Our most recent panel took place in NYC and was moderated by Kurt Weinsheimer, Sojern’s SVP of Property Solutions. It featured two hotel experts: Daniel Tennant, General Manager of Hotel on Rivington, and Michelle Murphy, Team Lead of Paid Search at Milestone Internet Marketing.
Their conversation covered the future of mobile advertising, how to connect with clients directly beyond the OTAs, and what the boutique hotels can learn from the marketing efforts of the larger brands. Here are some of the conversation highlights (edited for clarity):
How are you cultivating relationships with your customers through all the changes in the industry (e.g., tech and OTAs)?
Michelle: We want to make sure that we’re there and that we’re also there on the right devices. I was sitting in the airport and a man had a tablet in one hand and a cell phone in the other, switching back and forth between the two. People are going to be doing research on so many different devices, you want to make sure that you have ads on all these different devices and that you can track them and engage.
Daniel: On our end, we’re pulling and aggregating a lot of that information to understand what the guest is looking for. The more “pure” and direct that booking is, the more information I have at my disposal — be it social, phone numbers, etc. — which gives me the ability to track the lifetime of that client.
For me, metric relationships are about getting as much information as I possibly can to connect with my client from the very beginning. I think it’s important for all of us in this room to be bold and to look at new technologies and explore and experiment.
Kurt: That’s something I would definitely encourage people to do. I was just in Berlin at ITB the other week, and they had the travel technology area. You know, two years ago it was the size of a shoebox and it’s now exploded.
Plus, there are a lot of tools out there that are either free, or “freemium” models, so you can kind of test your way into it. But I think that the tough thing is now, there are so many options to test. You have to have that conversation around what’s working. How do you guys think about repeat purchase? Do you take a different approach for return customers?
How do you think about repeat purchase? Do you take a different approach for return customers?
Daniel: Absolutely. It’s very different from finding new clients — the easiest client to sell is someone you’ve already had before, and you’ve got all their information. So we take a much more direct approach — making sure their experience was amazing, making sure to follow up if it was a long stay.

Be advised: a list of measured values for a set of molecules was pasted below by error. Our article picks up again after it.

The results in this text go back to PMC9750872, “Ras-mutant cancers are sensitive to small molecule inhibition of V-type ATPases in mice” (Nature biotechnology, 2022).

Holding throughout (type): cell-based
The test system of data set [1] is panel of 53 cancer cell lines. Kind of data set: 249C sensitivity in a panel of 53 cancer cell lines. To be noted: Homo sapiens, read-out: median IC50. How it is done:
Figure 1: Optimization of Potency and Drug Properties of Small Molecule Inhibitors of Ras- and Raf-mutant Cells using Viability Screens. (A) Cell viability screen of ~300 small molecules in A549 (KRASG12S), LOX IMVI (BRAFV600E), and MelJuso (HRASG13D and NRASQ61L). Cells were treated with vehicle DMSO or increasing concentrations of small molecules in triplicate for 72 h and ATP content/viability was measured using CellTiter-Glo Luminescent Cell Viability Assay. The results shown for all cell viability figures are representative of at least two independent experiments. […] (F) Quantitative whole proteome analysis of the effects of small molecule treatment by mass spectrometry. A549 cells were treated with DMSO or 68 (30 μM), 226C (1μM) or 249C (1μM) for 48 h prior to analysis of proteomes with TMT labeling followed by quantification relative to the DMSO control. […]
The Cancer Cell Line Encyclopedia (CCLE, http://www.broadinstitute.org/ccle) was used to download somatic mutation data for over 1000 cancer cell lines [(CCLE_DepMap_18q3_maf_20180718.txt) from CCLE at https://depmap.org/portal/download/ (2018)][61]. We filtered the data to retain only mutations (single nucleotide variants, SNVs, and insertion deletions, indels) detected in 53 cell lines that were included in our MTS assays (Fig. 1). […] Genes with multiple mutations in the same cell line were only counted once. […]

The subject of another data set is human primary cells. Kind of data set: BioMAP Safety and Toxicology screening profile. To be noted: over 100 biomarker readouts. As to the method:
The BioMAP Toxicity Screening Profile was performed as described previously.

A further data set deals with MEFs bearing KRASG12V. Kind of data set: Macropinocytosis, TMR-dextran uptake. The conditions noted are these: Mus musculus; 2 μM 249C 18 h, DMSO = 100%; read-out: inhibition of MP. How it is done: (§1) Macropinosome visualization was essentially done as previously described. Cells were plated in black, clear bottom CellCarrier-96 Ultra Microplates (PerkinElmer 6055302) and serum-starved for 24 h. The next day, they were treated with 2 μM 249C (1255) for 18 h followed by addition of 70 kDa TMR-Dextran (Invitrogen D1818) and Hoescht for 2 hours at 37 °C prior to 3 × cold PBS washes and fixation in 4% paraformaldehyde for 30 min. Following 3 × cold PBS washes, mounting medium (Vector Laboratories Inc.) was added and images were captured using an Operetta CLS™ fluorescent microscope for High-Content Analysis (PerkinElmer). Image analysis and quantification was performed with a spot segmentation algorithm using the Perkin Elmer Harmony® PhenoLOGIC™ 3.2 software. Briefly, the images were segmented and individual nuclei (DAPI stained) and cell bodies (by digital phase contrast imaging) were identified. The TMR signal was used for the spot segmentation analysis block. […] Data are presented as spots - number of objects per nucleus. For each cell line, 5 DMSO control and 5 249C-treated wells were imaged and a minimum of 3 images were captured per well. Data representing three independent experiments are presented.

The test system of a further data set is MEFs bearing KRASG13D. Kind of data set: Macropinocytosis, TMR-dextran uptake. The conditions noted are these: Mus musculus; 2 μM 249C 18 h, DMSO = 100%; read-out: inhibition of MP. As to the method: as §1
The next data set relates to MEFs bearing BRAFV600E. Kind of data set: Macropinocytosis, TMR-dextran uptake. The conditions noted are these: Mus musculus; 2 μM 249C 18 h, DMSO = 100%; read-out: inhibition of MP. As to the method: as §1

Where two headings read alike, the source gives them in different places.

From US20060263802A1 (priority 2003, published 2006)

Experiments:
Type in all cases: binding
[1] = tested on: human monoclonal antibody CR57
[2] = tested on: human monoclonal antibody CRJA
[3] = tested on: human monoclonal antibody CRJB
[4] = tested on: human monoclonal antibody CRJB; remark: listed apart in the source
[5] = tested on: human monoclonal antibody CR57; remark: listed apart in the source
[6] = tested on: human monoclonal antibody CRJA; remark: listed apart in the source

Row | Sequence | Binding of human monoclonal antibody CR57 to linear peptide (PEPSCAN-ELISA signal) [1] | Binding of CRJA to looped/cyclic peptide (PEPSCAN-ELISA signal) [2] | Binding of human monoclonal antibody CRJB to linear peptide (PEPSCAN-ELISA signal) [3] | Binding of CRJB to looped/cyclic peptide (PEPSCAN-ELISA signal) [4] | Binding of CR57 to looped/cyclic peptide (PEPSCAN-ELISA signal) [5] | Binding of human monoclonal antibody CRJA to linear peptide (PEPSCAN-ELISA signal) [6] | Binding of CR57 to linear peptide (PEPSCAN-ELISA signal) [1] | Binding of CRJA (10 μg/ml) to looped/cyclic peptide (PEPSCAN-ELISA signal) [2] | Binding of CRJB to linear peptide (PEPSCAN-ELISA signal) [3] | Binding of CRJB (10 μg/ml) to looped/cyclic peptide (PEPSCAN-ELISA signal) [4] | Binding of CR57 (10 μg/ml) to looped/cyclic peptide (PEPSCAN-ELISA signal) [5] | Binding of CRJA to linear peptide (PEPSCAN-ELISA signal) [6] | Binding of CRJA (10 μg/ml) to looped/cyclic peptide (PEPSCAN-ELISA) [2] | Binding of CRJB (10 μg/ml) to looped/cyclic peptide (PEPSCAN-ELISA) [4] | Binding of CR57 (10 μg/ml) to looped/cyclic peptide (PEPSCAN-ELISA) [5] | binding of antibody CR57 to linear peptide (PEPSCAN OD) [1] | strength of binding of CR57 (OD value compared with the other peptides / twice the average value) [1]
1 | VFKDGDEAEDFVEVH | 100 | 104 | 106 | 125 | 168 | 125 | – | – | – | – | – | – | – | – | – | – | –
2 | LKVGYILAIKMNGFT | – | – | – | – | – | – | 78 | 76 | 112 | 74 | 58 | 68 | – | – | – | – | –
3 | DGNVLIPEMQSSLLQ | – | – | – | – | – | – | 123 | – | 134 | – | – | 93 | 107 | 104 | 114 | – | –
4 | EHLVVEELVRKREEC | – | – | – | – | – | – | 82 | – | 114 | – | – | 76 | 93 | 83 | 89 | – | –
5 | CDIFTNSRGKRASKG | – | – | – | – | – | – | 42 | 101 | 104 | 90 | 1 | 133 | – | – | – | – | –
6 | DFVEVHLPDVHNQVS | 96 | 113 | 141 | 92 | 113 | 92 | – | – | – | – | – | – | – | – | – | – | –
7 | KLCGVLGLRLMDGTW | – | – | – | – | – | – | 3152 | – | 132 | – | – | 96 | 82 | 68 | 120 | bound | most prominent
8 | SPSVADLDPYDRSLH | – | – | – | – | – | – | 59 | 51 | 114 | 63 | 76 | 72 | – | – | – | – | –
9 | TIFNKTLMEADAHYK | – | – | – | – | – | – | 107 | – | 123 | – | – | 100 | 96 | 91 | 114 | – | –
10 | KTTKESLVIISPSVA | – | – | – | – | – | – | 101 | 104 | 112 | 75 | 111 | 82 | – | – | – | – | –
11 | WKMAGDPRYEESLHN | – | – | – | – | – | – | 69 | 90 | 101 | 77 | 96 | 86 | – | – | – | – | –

Michelle: On the social side, it’s been a lot more community management and trying to talk to people.
A big strategy is remarketing: even if someone has booked, try and upsell — does your guest know the hotel has a restaurant? Or a spa?
Or after the person has stayed at the hotel a certain number of days, try to get their attention to go back to the hotel.
Daniel: I’m just so glad there are these companies [like Milestone] that are talking about remarketing and cookies and hyper-targeting. I do hotels, and you [Michelle] do digital marketing and you do it very well, so it’s just so important to realize what you know and what you don’t know. Look to the experts who can do it and can do it well. I’m not in the digital marketing business, and it’s important to have suppliers who are doing that for you.
Do you have a different kind of strategy or approach, depending on how people are booking (e.g., direct vs OTA)?
Daniel: Yes, it’s very simple — we have to make sure we have the client’s information. And with OTA’s, you don’t get the client’s email, so we encourage our agents at the front desk to get this information.
That way when we do follow-up: a thank you, or a post-day arrival, and we’re creating a space that encourages them to book direct. It’s a simple thing that we do. You know, it’s just about connecting with the guests when they’re there. Understanding what it’s all about and getting their information and following up.